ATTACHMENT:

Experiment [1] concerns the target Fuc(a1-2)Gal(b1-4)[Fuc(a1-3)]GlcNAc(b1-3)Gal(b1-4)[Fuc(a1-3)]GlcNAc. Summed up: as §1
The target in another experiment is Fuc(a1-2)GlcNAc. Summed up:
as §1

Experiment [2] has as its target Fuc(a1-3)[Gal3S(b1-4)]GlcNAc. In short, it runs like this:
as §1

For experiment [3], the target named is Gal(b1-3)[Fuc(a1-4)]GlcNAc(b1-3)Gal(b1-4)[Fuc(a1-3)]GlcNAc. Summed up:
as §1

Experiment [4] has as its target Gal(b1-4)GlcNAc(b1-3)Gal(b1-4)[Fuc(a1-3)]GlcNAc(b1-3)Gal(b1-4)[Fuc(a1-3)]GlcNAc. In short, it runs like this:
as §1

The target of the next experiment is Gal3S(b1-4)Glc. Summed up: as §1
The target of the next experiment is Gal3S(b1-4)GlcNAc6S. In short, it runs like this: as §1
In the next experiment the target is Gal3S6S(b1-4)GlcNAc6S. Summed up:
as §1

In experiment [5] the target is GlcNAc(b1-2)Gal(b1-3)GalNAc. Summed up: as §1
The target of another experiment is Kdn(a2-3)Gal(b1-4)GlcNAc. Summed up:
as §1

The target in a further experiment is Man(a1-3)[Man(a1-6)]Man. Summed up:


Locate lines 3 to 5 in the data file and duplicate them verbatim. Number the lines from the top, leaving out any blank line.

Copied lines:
as §1

Experiment [2] has as its target Fuc(a1-3)[Gal3S(b1-4)]GlcNAc. In short, it runs like this:
as §1